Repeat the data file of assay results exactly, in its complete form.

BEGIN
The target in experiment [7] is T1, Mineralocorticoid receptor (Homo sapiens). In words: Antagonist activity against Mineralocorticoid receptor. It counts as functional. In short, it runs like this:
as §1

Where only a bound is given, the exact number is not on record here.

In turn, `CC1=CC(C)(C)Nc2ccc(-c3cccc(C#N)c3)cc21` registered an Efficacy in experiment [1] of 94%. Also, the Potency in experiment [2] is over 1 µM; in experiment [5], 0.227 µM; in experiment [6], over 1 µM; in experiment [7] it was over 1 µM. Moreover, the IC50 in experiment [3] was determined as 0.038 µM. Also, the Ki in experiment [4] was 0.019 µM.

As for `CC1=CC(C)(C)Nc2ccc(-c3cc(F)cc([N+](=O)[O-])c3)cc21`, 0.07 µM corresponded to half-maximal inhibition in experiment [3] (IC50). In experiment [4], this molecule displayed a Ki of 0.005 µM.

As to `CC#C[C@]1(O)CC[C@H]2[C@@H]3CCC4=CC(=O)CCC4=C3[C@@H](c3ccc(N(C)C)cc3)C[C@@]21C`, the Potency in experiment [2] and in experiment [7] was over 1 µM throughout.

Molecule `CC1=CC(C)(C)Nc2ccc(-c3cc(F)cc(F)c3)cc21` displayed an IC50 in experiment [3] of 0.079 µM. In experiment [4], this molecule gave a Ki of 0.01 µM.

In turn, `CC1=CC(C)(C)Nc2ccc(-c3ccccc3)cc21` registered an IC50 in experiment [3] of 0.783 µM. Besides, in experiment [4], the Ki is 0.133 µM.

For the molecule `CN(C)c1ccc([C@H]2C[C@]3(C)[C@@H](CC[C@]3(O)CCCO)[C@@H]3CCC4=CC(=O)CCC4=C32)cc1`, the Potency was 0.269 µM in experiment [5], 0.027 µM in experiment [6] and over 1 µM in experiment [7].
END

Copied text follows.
The target in experiment [7] is T1, Mineralocorticoid receptor (Homo sapiens). In words: Antagonist activity against Mineralocorticoid receptor. It counts as functional. In short, it runs like this:
as §1

Where only a bound is given, the exact number is not on record here.

In turn, `CC1=CC(C)(C)Nc2ccc(-c3cccc(C#N)c3)cc21` registered an Efficacy in experiment [1] of 94%. Also, the Potency in experiment [2] is over 1 µM; in experiment [5], 0.227 µM; in experiment [6], over 1 µM; in experiment [7] it was over 1 µM. Moreover, the IC50 in experiment [3] was determined as 0.038 µM. Also, the Ki in experiment [4] was 0.019 µM.

As for `CC1=CC(C)(C)Nc2ccc(-c3cc(F)cc([N+](=O)[O-])c3)cc21`, 0.07 µM corresponded to half-maximal inhibition in experiment [3] (IC50). In experiment [4], this molecule displayed a Ki of 0.005 µM.

As to `CC#C[C@]1(O)CC[C@H]2[C@@H]3CCC4=CC(=O)CCC4=C3[C@@H](c3ccc(N(C)C)cc3)C[C@@]21C`, the Potency in experiment [2] and in experiment [7] was over 1 µM throughout.

Molecule `CC1=CC(C)(C)Nc2ccc(-c3cc(F)cc(F)c3)cc21` displayed an IC50 in experiment [3] of 0.079 µM. In experiment [4], this molecule gave a Ki of 0.01 µM.

In turn, `CC1=CC(C)(C)Nc2ccc(-c3ccccc3)cc21` registered an IC50 in experiment [3] of 0.783 µM. Besides, in experiment [4], the Ki is 0.133 µM.

For the molecule `CN(C)c1ccc([C@H]2C[C@]3(C)[C@@H](CC[C@]3(O)CCCO)[C@@H]3CCC4=CC(=O)CCC4=C32)cc1`, the Potency was 0.269 µM in experiment [5], 0.027 µM in experiment [6] and over 1 µM in experiment [7].